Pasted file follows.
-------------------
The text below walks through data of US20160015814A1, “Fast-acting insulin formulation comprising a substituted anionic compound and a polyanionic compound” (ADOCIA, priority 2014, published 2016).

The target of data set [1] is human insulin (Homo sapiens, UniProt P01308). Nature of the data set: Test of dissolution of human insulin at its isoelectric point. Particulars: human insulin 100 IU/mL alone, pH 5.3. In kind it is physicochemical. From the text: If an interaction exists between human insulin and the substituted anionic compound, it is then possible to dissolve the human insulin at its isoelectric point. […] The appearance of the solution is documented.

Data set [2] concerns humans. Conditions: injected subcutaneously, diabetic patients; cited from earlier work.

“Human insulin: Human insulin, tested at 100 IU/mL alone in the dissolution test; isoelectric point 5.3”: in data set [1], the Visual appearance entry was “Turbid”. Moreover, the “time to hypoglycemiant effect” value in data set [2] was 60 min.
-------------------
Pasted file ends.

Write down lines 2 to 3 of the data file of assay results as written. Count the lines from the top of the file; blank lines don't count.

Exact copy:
The target of data set [1] is human insulin (Homo sapiens, UniProt P01308). Nature of the data set: Test of dissolution of human insulin at its isoelectric point. Particulars: human insulin 100 IU/mL alone, pH 5.3. In kind it is physicochemical. From the text: If an interaction exists between human insulin and the substituted anionic compound, it is then possible to dissolve the human insulin at its isoelectric point. […] The appearance of the solution is documented.

Data set [2] concerns humans. Conditions: injected subcutaneously, diabetic patients; cited from earlier work.